Migrate Secrets from AWS Secrets Manager to HashiCorp Vault with Python, Docker, and GitLab

In our last blog post, Andrew at Money Leaves Bank decided to use Terraform to migrate their secrets hosted in AWS Secrets Manager to HashiCorp Vault. However, he got some push-back from the security team regarding secrets showing up in the Terraform state file. Money Leaves Bank hired you as a consultant to write a script to run the migration securely. You decide to use Python for the script, Docker to package it, and GitLab to automate the testing and packaging. Learn more in this blog post.


This is a full 2-hour course video on how to migrate secrets from AWS secrets manager to HashiCorp Vault with Python. You will learn the following:
– How to build a Python script step-by-step
– Create some unit tests in Python
– Packaging the script with Docker along with some best practices for the Dockerfile
– Build a CI/CD pipeline with GitLab to automate the testing of the Python script and automate the containerization of the script with Docker

Video Chapters

You can skip to the relevant timestamps below:


In our previous blog post called Migrate Secrets from AWS Secrets Manager to HashiCorp Vault with Terraform, we saw how Andrew considered a couple of options to migrate their secrets:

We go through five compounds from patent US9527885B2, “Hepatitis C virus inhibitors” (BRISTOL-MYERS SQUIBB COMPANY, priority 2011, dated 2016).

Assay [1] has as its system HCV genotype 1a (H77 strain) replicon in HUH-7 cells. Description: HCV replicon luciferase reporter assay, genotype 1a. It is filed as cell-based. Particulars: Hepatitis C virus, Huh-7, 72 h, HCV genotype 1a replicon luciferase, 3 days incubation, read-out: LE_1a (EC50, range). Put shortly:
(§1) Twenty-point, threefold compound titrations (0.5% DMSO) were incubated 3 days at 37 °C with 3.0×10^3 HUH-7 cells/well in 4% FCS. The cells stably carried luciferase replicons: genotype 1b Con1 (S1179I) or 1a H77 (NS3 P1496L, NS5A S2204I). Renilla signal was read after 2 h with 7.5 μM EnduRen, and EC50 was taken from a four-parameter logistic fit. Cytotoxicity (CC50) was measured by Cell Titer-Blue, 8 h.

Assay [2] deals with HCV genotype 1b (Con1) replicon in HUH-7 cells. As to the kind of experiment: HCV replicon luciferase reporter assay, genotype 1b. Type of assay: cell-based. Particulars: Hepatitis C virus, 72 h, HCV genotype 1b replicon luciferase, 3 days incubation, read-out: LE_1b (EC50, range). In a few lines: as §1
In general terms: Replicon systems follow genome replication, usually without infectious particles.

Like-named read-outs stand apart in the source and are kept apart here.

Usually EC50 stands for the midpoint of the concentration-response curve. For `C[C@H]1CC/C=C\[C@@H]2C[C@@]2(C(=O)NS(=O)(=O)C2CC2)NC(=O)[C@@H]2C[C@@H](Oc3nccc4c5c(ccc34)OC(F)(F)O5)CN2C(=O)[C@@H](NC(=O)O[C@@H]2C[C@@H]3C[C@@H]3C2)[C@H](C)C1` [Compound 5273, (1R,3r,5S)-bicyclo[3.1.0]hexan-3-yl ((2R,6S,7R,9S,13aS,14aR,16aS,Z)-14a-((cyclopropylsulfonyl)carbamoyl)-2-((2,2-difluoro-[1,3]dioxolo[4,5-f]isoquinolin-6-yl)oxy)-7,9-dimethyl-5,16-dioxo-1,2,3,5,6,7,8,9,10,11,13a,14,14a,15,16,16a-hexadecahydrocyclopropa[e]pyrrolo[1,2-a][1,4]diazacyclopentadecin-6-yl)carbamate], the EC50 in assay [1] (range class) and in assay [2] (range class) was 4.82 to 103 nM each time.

1. He could use a multi-purpose language such as Python to get the secrets from AWS Secrets Manager and populate them in HashiCorp Vault
2. Use a wide-spread domain-specific language such as Terraform to do the same task

While both options were valid, he considered the expertise within his platform engineering team and found that his team was more comfortable with Terraform. Moreover, they were adopting a multi-cloud strategy. They had just started adding apps to Azure and within 6 months the dev team will build some apps in Google cloud to leverage GCP’s machine learning services. He wanted to encourage his team to continue working with Terraform.